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Mystery oil leak in Jab 2.2


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Wilco, OT. This hose is only a few months old, but maybe it was a dodgy one. Perhaps this time I'll get Pirtek to make up a set of threaded fittings. It's due for an oil change next month anyway.

 

My other problem is less serious, but just as perplexing. I went to lots of trouble to install a low oil pressure switch to give instant warning of a leak, such as a ruptured hose. The damned thing is back to front to what I expected: when oil pressure reaches the set reading it closes a circuit, so the plurry red LED only comes on when everything is hunky dory! Repco aerospace didn't tell me that part.

 

it cost me over $60 and several trips to get the correct adapters, so I'd like to keep it.

 

Can it be wired so that the light goes off when oil pressure is okey?

 

I only use USA hose or the Rotax ones (In my case a rotax engine)  USA quality for the other hoses.  Cheers.

 

 

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Hi Old K, 

 

If you put a change-over relay in the line it will get the light to work the way you want it. It will require a couple of wires but I'll do my best to 'farmer-splain' it. I'm not an auto-elec so be warned...

 

Refer to below diagram

 

For Positive feed

 

30-  +pos taken after master switch

 

85-86 cut the +pos or -neg to oil switch and insert relay in this line. I'm pretty sure power only flows one way through this circuit so 85 should be closest to battery +pos

 

87- not used (cover with something non-conductive as this will be +pos during normal operation, or use a green LED to indicate pressure OK)

 

87a- connect to the +pos in on the red LED.

 

You could use 30 and 87a to 'earth' the Red LED if that better suits the current wiring. That way 87 would not pose an issue with sparking as it will hold no current under normal operation.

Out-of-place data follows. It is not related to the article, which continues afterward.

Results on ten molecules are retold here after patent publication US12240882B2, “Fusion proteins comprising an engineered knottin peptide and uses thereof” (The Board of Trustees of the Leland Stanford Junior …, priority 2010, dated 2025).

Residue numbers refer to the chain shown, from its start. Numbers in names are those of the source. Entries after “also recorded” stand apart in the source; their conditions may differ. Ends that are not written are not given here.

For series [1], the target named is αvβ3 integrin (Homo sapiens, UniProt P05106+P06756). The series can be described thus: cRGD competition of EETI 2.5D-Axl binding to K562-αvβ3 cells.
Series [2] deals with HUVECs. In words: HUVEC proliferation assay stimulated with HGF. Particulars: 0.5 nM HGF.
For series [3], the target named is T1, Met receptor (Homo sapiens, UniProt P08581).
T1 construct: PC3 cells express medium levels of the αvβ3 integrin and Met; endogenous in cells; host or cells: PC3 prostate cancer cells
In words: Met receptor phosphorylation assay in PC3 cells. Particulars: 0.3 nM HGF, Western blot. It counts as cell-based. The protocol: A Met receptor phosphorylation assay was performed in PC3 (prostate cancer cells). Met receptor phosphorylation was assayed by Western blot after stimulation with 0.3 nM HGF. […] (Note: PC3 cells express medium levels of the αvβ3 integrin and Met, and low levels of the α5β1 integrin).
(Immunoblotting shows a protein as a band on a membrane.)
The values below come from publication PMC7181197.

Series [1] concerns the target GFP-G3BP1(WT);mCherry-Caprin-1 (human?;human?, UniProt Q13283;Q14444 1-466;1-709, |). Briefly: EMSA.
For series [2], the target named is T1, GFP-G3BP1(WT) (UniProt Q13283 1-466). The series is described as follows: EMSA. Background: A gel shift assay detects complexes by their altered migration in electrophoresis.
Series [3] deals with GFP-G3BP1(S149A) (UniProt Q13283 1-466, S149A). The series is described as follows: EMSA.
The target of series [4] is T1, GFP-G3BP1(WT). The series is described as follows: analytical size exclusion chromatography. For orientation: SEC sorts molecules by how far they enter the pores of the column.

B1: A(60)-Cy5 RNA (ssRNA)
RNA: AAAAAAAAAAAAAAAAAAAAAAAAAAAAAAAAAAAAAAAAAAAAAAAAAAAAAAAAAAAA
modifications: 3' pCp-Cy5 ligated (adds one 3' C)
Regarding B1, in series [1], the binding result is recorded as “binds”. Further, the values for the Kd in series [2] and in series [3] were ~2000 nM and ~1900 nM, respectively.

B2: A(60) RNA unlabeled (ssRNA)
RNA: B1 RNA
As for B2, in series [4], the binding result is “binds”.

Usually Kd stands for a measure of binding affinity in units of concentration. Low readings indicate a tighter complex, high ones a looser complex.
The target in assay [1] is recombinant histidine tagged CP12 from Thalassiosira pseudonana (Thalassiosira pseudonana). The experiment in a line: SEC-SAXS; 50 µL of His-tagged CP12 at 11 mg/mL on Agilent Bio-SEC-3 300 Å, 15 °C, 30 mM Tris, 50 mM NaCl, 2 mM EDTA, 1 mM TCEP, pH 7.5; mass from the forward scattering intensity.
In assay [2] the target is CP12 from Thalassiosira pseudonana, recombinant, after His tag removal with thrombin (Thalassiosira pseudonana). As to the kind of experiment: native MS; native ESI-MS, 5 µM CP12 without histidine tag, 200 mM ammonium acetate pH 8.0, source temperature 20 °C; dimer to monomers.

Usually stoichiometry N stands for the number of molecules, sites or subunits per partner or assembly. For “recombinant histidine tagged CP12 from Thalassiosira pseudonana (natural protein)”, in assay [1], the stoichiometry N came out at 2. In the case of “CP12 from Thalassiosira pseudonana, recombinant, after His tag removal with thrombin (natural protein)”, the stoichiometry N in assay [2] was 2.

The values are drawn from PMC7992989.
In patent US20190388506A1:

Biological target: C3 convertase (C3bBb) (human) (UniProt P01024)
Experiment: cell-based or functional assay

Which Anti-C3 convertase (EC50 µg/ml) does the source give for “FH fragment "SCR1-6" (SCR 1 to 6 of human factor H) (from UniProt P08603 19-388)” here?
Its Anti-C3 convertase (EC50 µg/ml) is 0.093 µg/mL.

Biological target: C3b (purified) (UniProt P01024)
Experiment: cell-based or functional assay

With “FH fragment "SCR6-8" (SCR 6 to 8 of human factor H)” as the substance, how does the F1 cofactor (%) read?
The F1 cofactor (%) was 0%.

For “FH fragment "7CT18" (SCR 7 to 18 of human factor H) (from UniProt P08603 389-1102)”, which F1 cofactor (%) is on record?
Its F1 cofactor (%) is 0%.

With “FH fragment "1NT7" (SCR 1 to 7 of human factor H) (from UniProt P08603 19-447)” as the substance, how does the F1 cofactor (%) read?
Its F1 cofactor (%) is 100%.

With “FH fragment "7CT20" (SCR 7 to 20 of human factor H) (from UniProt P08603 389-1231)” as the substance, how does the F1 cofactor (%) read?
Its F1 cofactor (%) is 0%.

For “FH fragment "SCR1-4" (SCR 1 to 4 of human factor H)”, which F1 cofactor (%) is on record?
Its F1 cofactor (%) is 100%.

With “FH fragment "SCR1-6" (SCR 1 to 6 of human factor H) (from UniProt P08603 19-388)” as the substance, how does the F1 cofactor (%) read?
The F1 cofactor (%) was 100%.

As for the oil leak, I've seen oil/coolant appear to be sucked toward the fan on large engines due to back pressure behind filters etc. With that theory the leak could originate above and slightly behind where you think it is coming from. I'm not familiar with the Jab engine so I'll leave it at that. 

 

I've had oil filter o-rings blow as described earlier. Never had one re-seat itself. 

 

Hope this helps.

 

Cheers

 

Prop

 

68070-Dim.png

 

 

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Prop Farmer your farm-splaining did it for me. Thanks, I'll try that.

 

Re the oil leak, the Jab engine is simple and most of it easy to inspect. Given the great steaks of oil I found running back with the prop wash, I can see only two likely sources:

 

The O ring behind the oil filter, or as OT suggested, a failed oil cooler hose. All the testing I've done since was on the ground, within a max. of 1900rpm and only 250kPa on the clock. At cruise it reads 350 at 2800rpm, so maybe hotter oil at higher pressure will reopen the leak.

 

Why it suddenly allowed 200ml to leak out, then re-sealed itself is the mystery. 

 

 

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Why it suddenly allowed 200ml to leak out, then re-sealed itself is the mystery.

 

 

And that type of weird behaviour is exactly why I think the hose is quite likely to be the culprit. Rubber hoses can leak, and then reseal themselves, as the rubber moves around.

 

 

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The if the globe is a dud it's all OK, OK.? The current logic is sound.  but the light should be green.  Landing gear lights are the same and it's the convention. You have bulb test facility Press to test or two bulbs. per indicator.  Nev

 

 

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Prop Farmer your farm-splaining did it for me. Thanks, I'll try